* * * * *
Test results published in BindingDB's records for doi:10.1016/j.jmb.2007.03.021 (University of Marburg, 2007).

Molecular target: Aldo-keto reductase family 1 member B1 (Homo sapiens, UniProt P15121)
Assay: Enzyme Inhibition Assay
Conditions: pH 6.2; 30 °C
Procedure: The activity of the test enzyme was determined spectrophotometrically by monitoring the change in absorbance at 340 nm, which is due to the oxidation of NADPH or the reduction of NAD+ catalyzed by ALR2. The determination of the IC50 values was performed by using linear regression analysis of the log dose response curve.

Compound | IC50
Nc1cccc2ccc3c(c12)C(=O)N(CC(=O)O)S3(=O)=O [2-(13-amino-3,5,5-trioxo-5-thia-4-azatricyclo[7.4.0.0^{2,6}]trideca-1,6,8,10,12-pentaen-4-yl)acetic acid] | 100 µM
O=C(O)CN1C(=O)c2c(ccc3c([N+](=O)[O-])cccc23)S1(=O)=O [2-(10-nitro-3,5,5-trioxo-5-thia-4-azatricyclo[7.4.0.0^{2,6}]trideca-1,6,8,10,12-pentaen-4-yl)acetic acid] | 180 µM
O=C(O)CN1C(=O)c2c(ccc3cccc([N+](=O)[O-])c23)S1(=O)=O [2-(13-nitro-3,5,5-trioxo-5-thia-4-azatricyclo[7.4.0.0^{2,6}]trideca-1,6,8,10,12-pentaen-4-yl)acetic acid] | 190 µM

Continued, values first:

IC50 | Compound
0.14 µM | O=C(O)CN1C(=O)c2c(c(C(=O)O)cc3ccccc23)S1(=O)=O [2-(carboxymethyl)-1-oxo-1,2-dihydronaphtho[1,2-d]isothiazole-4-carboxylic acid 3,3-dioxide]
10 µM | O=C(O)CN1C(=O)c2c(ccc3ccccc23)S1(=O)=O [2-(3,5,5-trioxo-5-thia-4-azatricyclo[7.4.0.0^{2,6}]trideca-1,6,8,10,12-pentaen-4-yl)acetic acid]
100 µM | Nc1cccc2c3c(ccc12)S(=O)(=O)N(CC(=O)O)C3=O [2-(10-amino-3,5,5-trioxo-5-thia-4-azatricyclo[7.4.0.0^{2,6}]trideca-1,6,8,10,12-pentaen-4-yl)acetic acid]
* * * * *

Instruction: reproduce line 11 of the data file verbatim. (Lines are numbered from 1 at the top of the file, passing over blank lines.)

IC50 | Compound